However, as the numerous examples of case studies and researches show, being aware of the dangers of road accidents, as well as knowing the basic ways to avoid these accidents will not necessarily help. Therefore, it will be required to make people aware of what has to be done once a road accident has taken place (Gurgaon doctor raises awareness on first aid for road accident victims, n. d.).
As reports show, people tend to move the injured in case of road accidents, which often results in harming the injured person/people even more. Therefore, it is desirable that the basic rules on how to treat the victim of a road accident must be provided for the entire population of the UK.
The given goal can be reached by creating a massive campaign with advertisements and commercials not only on TV, but also in the largest social networks, such as Facebook, Google Plus, Twitter, etc. (Knoxville car accident prevention: Distracted driver awareness month, 2013, April 10).
Injury Data for the TA: Minor Discrepancies in the Statistical Information
It must be admitted that for the most part, the data provided by the dataset offered by the UK Department of Transport is rather adequate, as well as the manner in which the given data is provided for the audience to consider. However, it cannot be argued that the current data sets still can and must be improved so that the data available for the analysis could be acquired and processed faster and more efficiently.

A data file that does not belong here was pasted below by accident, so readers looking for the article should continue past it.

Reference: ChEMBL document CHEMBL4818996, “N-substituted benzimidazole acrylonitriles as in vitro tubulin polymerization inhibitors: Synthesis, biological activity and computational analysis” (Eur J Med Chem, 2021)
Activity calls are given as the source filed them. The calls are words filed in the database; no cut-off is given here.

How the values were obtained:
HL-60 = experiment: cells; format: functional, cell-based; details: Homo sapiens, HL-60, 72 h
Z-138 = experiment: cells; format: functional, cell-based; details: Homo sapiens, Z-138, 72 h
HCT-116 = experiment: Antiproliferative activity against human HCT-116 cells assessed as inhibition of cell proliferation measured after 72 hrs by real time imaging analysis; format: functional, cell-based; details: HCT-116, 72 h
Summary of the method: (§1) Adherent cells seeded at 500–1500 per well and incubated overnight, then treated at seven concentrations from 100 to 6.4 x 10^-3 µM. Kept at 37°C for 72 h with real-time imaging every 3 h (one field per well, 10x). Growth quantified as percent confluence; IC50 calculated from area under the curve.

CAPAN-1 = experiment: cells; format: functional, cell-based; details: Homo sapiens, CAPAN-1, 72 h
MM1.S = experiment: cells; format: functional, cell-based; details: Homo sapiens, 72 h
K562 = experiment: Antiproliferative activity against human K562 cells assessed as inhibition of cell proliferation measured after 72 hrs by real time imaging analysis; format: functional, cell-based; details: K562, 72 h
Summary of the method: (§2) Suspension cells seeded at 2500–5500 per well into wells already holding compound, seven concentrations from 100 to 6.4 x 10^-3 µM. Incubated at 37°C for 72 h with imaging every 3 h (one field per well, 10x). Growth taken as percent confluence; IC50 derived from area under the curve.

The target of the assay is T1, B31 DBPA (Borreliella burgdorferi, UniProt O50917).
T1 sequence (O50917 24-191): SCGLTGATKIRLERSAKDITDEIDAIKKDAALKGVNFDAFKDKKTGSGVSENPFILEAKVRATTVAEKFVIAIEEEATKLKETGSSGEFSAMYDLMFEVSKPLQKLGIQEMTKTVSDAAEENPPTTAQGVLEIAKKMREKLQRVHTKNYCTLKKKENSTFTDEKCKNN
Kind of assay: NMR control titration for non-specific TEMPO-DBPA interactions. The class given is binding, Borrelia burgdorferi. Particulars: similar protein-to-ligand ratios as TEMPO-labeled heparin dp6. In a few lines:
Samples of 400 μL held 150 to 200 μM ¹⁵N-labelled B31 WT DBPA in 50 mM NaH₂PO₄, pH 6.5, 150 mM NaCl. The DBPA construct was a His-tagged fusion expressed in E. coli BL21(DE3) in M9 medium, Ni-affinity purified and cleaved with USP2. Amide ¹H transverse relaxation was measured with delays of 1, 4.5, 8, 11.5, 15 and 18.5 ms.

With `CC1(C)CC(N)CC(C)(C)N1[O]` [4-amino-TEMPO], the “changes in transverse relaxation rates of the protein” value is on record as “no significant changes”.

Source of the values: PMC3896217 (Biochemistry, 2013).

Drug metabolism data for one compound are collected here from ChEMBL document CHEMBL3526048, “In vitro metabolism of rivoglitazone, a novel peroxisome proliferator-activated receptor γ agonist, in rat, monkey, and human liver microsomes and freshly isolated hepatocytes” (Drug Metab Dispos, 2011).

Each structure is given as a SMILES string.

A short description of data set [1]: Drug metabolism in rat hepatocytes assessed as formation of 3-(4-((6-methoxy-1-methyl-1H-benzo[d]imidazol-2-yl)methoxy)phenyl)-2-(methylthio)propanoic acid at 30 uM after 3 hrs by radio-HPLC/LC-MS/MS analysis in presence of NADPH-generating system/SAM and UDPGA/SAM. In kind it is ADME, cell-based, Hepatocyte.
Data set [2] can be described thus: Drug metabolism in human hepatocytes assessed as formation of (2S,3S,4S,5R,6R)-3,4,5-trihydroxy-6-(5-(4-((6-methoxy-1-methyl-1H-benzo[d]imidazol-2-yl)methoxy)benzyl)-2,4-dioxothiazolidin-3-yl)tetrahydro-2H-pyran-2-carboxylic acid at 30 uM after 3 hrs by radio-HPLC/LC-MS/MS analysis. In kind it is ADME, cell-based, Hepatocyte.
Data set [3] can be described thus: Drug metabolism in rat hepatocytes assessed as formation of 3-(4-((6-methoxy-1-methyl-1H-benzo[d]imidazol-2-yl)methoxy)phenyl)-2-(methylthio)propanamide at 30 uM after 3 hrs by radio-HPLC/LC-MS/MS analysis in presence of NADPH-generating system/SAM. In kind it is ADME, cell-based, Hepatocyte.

To be more particular, the way in which the people suffering from road accidents have been classified could use some improvements. At present, the available dataset offers very scarce information on the age of the injured without actually specifying a number of important details concerning the injured.
The first detail that falls into the eye is the fact that there is no statistical data concerning the gender of the injured or yet, more importantly, their social status. While age is an important piece of information to consider, it gives little to no idea of what made the people in question neglect or fail to learn the basic rules of pedestrian safety or/and road regulations (National Roads Authority, 2000).
Another obvious failure of the existing methods of gathering information on road accidents and road accident victims is the absence of injuries classification. On the one hand, the cases of road injuries have been split into the basic severe damage – light damage – death types; however, the information provided in the data set does not allow figuring out which organs are typically injured most in road accidents.
For example, the existing data sets could also have an additional slot or even one more table that would provide the data on injury types, e.g., “head traumas: 70, hand breaches – 50, hand twists – 30,” etc. With the help of the given classification, one would be able to provide the measures that would address the injuries in question, therefore, being more specific and, as a result, more efficient (Saraee, Kerry, Lloyd & Markey, n. d.).